Appledystopia: Independent Technology News

Watch Sports on Apple TV

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There’s also a lot of legal collusion and contracts between sports organizations, cable providers, TV networks and other entities. It’s simply too much inertia to break from the status quo. They don’t even have to replace the old way of watching sports on TV or at the stadium.

The NFL app for Apple TV is a decent app, but at best, is only an adjunct to televised games. Unlike other sports app offerings, the NFL app doesn’t have any of the slick interactive features. You can watch free clips and previously broadcast games (if you purchase a Game Pass subscription for $49.99). If you have the right cable provider, you can possibly watch select games live, however, they don’t support Comcast, the largest cable company. The app has potential, but it’s ruined by exclusive deals and limitations. For those looking to research teams and watch commentary shows, the app may prove useful.

DIRECTV has created their own football app — NFL Sunday Ticket. This app allows DIRECTV customers to watch out-of-market regular season NFL games on Sunday. If they had any more rules, they could create their own religion. Unfortunately, since football season is over, I was unable to even browse this app to write about features. The app loaded, showed a Chevy commercial and then a displayed a “see you next season” message.

Overall, if you’re looking for a sport that has embraced technology and supports the full potential of TV devices, look elsewhere. Football is lagging behind the curve and is mired in a web of contracts and deals. Unlike so many other industries, they haven’t yet figured out how to profit in the digital age. It seems as though protecting their current business partners, TV networks and cable/dish providers, is stalling their digital strategy. If you’re a football fan, forget about Apple TV or any TV device. Just stick with cable, satellite or rabbit ears.

NBA App for Apple TV

Basketball, being less popular than football, also has less of the wheeling and dealing that limits adoption of new technology. The NBA app for Apple TV actually allows users to watch games, if they pay for a NBA League Pass subscription. At $99.99 customers can purchase a League Pass for one season. This subscription allows viewing of regular season live and on-demand games for all 30 teams. If you just want to follow one team, the Team Pass only costs $59.99. Both subscriptions are subject to blackout restrictions.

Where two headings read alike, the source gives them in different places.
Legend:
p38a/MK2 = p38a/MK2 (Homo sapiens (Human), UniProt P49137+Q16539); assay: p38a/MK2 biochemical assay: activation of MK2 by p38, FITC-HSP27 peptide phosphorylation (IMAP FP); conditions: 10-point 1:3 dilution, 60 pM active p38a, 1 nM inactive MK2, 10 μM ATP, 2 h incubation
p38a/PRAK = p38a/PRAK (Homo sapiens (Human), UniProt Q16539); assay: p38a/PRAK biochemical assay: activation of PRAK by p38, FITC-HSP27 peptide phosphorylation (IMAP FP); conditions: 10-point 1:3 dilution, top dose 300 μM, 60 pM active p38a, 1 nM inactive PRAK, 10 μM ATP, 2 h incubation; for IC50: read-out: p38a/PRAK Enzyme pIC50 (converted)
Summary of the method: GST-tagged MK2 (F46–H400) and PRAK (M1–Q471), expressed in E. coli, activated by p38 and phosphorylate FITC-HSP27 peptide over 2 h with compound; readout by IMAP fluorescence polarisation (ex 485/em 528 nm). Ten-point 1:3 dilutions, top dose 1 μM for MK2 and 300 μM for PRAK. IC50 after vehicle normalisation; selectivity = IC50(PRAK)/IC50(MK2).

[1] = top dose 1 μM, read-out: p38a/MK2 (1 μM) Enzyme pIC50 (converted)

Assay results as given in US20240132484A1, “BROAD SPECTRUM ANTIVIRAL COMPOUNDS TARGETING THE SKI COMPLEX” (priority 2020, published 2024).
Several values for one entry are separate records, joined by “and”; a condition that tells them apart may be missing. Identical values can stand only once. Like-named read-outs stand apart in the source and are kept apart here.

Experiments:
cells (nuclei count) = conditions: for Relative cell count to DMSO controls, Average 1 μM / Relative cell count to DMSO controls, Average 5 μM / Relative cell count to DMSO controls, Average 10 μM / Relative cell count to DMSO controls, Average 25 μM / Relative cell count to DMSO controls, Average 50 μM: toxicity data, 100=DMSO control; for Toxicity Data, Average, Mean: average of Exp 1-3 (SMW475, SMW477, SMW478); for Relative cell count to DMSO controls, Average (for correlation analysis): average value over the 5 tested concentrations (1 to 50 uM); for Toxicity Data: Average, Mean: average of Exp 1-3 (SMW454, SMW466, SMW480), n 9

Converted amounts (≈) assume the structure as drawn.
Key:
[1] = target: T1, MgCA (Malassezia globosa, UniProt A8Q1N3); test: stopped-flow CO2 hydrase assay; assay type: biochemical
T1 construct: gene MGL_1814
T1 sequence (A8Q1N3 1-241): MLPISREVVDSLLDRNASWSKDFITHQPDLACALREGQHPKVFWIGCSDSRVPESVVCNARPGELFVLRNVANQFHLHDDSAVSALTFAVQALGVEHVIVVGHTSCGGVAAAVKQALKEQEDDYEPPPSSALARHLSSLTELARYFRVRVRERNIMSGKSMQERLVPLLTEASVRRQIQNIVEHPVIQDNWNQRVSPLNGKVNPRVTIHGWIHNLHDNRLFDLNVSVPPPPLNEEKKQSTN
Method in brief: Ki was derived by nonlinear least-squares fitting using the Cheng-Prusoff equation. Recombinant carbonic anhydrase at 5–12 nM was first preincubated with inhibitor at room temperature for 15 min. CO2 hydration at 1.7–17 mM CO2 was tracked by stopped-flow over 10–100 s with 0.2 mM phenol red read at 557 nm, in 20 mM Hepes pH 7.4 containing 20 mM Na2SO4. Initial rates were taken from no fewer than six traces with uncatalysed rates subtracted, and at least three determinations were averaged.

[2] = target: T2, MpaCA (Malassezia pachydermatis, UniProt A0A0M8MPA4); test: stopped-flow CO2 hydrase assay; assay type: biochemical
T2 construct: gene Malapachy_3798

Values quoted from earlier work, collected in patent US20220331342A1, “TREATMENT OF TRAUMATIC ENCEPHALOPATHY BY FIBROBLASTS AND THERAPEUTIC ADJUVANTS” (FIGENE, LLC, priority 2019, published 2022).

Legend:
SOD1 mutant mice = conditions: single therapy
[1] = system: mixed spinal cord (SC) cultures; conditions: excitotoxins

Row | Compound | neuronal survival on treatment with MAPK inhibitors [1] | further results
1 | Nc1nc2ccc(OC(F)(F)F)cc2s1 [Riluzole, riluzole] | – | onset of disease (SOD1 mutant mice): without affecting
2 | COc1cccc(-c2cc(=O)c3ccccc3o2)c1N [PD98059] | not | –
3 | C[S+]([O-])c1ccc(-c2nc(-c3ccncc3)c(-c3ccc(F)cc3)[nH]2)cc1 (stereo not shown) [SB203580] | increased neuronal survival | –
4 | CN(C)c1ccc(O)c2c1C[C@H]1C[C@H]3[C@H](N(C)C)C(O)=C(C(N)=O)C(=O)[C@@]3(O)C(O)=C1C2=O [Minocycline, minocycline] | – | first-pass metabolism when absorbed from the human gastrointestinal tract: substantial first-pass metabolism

The NBA app is refreshingly simple. It’s not loaded with myriad clips of talking heads. Instead, the app is oriented toward watching live games and following statistics. The app’s Games screen offers an innovative calendar-based user interface for browsing game schedules. The Standings screen allows users to browse stats. For those who can’t always see the game live, the settings screen allows users to hide scores in order to avoid spoilers.

While the NBA app is a reasonable attempt to embrace technology, it has its flaws. Not being able to watch blacked out games means that you will still need cable, a dish or an antenna. You can’t circumvent this by using VPN. It’s not a technical limitation, but another concession to the networks. The problem is that this just makes your Apple TV an adjunct to standard television offerings. If you love basketball, you may be able to cut the cord, so long as your antenna still works. (continue…)

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